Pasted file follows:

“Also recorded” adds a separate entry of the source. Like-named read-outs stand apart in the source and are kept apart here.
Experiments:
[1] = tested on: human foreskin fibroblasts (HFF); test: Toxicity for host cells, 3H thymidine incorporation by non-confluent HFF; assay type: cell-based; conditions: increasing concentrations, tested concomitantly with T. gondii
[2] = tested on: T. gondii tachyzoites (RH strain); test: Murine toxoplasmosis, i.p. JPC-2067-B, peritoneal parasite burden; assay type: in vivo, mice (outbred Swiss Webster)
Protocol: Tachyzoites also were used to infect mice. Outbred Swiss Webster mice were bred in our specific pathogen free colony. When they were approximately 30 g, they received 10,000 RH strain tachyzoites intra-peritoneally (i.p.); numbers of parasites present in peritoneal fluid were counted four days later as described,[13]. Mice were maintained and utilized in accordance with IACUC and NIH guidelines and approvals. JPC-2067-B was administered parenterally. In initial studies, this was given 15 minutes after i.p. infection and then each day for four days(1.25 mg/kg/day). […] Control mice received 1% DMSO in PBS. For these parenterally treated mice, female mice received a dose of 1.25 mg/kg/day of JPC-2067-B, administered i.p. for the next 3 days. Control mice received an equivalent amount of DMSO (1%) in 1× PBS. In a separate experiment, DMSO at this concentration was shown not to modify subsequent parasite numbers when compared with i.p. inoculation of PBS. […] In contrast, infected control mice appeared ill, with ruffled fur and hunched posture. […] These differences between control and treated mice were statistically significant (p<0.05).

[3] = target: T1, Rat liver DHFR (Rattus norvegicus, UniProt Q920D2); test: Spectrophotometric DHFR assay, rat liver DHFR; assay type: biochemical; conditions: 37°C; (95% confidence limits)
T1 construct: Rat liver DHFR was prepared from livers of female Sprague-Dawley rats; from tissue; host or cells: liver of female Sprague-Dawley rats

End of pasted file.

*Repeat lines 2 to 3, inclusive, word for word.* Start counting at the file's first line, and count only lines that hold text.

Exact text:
Experiments:
[1] = tested on: human foreskin fibroblasts (HFF); test: Toxicity for host cells, 3H thymidine incorporation by non-confluent HFF; assay type: cell-based; conditions: increasing concentrations, tested concomitantly with T. gondii